AUVSI Israel: Lessons learned generate mature UK UAV solutions
A British Army officer has claimed that the UK’s fleet of UAVs are now being effectively controlled in Afghanistan following previous errors made in their concept of operations.
Maj Mark Whittle, 32 Regiment Deputy Commander, Royal Artillery, British Army, told the AUVSI conference in Tel Aviv, Israel on 20 March that the three aerial unmanned systems the army operates were not performing as well as required due to the fact that they were being deployed with different regiments.
'We had to improve the way we deployed these services. We now have one single regiment, 32 [Royal Artillery], using it,' Whittle said. 'We answered significant questions that had been asked.'
Around 1,000 'products' are generated on every six-month tour of Afghanistan from UAVs and Whittle said that 'since 2007 the products produced have increased exponentially per tour each time'.
The Desert Hawk III small UAV has achieved 20,000 operational hours so far, while the Hermes 450 has flown 61,160 hours. The army also flies the T-Hawk VTOL UAV.
'Professional operators now lead the Hermes 450 better; they exploit the capability to the best of its ability. Our motto is “fly once, capture once, use many times”,’ he added.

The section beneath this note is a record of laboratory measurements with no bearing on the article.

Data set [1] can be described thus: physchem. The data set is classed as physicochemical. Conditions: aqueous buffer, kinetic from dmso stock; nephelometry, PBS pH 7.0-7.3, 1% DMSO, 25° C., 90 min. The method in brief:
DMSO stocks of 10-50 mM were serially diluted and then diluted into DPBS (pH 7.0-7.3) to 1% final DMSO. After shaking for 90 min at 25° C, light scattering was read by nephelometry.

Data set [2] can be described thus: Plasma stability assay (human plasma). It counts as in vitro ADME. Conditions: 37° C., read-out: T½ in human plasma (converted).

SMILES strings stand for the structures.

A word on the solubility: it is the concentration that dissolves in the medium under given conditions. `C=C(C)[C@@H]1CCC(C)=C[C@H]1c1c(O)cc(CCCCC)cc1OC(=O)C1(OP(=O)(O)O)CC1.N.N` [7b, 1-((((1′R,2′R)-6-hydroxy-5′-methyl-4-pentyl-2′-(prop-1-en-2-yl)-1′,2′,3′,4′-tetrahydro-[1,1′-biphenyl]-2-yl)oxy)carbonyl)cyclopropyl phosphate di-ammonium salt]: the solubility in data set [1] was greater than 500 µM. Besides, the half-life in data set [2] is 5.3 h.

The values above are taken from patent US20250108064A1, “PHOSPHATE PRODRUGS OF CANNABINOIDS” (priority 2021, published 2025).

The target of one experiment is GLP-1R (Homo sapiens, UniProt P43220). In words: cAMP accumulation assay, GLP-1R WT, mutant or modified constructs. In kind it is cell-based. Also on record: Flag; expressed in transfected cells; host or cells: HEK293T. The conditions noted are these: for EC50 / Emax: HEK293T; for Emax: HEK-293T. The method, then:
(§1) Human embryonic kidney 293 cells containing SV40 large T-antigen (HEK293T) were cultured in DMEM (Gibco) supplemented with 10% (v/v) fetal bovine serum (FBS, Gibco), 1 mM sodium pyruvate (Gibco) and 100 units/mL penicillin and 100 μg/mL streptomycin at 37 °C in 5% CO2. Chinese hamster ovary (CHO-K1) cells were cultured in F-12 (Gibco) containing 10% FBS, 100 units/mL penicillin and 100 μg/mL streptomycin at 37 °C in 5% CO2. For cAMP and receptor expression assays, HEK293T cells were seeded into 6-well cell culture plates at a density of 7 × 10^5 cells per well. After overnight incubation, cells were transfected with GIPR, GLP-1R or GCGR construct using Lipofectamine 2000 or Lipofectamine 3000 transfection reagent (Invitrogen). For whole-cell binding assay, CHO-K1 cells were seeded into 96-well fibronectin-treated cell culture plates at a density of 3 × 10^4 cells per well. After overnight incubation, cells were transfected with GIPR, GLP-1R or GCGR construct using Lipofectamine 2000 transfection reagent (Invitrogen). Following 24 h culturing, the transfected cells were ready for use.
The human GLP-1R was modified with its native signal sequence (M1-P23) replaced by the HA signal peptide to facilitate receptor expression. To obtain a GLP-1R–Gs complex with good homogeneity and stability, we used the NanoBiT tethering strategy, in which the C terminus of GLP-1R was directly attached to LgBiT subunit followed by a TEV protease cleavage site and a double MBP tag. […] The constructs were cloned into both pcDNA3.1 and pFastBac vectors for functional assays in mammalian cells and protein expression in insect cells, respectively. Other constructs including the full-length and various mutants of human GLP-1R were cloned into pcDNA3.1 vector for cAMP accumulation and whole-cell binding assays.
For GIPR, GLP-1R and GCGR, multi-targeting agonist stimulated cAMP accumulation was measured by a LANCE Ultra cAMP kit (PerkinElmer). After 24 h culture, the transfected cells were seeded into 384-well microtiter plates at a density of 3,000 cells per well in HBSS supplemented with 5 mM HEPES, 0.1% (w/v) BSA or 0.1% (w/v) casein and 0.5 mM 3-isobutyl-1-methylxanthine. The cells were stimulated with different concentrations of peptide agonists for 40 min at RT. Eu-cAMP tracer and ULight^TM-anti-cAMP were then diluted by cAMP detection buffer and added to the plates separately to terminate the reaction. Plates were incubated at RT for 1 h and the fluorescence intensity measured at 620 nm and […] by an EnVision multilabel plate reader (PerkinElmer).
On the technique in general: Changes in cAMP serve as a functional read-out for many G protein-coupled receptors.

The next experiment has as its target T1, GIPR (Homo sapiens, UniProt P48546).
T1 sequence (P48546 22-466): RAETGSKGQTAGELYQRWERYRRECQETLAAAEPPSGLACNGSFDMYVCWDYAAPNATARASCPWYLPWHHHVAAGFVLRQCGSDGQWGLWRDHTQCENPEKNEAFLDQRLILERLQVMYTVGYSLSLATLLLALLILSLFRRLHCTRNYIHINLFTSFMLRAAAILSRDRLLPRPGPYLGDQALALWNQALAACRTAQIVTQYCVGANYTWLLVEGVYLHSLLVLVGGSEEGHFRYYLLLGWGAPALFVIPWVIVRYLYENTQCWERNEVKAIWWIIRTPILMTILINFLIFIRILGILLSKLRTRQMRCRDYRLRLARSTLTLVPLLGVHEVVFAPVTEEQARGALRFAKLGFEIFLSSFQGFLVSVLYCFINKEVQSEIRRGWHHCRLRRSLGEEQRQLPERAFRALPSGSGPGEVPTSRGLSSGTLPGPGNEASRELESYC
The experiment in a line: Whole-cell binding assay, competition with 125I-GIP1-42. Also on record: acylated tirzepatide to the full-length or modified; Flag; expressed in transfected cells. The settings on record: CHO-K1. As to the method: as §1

'We take individuals, and their job is not to operate the UAS, but sit with the operator and understand the requirement,' and then they produce the mission plan that helps give a better understanding of the operations, Whittle explained.
'Our experience in Afghanistan is that not only is having the people there to exploit the data important, the time in which to do it is even more so.
'We find ourselves in a mature environment operationally,' he explained, and therefore 'the collaboration and fusing at the higher level must be done correctly'.
He also emphasised the importance of ISTAR layering, saying that the army 'must use all of the capabilities it has available'.
The systems are operational in the third busiest airport in the world, Camp Bastion in Helmand Province, so the army is 'destined to find itself in a difficult environment', and therefore collaboration with third parties is important, Whittle said.
With regards to the ‘inevitability' of being responsible for killing somebody with a UAV, Whittle commented: 'I suspect it's destined to happen at some point. Our job is to make sure that is as far away as possible, although we've had some close calls. We must ensure runway management with due consideration.'
As for to the Watchkeeper programme currently flying in the UK with the support of operators, Whittle concluded: 'We look forward to that capability being deployed later this year.'
Source: By Beth Stevenson in Tel Aviv, Israel - 20 March 2012 - Shephard News
Photo: Israeli Hermes 450 UAV (Photo by Shephard Group)